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From the Vicar May 2023

From Rev Paul Wignall, Long Wittenham


The last Sunday in May is called, in the church’s year, the Festival of Pentecost, when we celebrate God’s gift of life. The Bible tells it as the story  of Jesus’ followers being overwhelmed by an empowering, burning fire that turned their world upside down.


But has the fire gone out? The church certainly seems to struggle to keep it lit, let alone attract others to come and warm themselves by it, or use it as a light to guide our path through life. The exuberance, the energy, that drove the apostles out across the whole known world – around the Mediterranean, into North Africa, the Middle East, probably even as far as India – and over many centuries across the globe; this fire doesn’t burn like it did, certainly not in our neck of the woods.


It's not, it’s precisely not, about numbers in church. It’s about the deeply, joyfully serious business of finding and offering “life in all its fullness” – as the fourth gospel sums up Jesus’ gift to the world.  Where life is, there God is, but God is a strange comforter. What those first people of Pentecost discovered was that life isn’t about comfort or self-satisfaction, not about keeping rules or keeping safe, not about staying out of harm’s way or just doing enough to pay the bills. Life is for living in all its messiness, uncertainty, commitment, joy, sorrow and the elation – in the end – of being alive in our incomprehensibly wonderful universe. So Pentecost is God’s final demand (like the giving of the law to Moses): be alive or else you will have forfeited your chance to share in the glory of creation.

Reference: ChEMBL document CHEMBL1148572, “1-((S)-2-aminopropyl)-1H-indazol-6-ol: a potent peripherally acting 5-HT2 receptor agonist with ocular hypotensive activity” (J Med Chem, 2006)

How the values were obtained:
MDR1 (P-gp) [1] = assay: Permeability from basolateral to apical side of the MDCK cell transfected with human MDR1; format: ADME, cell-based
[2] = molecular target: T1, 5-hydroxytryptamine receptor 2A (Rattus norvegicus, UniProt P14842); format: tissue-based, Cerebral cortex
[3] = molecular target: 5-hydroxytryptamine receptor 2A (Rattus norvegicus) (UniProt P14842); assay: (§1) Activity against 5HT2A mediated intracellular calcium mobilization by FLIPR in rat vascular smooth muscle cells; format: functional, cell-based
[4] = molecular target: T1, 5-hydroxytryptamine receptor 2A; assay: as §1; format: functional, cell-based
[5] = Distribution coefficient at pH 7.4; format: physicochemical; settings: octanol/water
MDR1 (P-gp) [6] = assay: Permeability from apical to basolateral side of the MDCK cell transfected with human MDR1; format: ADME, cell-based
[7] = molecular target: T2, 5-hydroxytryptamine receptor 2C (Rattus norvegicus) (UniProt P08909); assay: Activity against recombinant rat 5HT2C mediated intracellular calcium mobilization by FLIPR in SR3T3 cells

On the first Easter morning, the followers of Jesus were huddled together in despair. The fire of life had gone out of their eyes. With nothing to hope for they were getting ready to drag themselves back to their old lives, dreams shattered. Then, from nowhere, came life – life that had defeated death. New life for them, new hope, a new chapter, a new journey.


Pentecost is the great explosion: not just life for me, not just for those who are content to huddle together in fear that the accounts won’t balance, that numbers will fall away further and that the roof will collapse. Pentecost is the gift of life, beyond the bank balance, the head-count and the building – out into the world where true life is to be found in all its chaos, glory and challenge. Pentecost is the moment when the church is told to get out there and join in what the world is doing. Because that’s where God is.



The Revd Teresa Stewart-Sykes is Team vicar for The Baldons with Nuneham Courtenay, Berinsfield and Drayton St Leonard.

e-mail: RevTeresa@outlook.com      and tel: 07823 809112

The Revd Jennifer Morton is Associate Team Vicar and lives in Toot Baldon: jennifer@morton8.co.uk.

Our current curate is The Revd Sorrel Shamel-Wood who lives in Berinsfield.

Our safeguarding officer is Sara McDouall: saramcdouall@gmail.com

A clergy person can always be reached in a pastoral emergency by ringing the Dorchester Team Office 01865 340007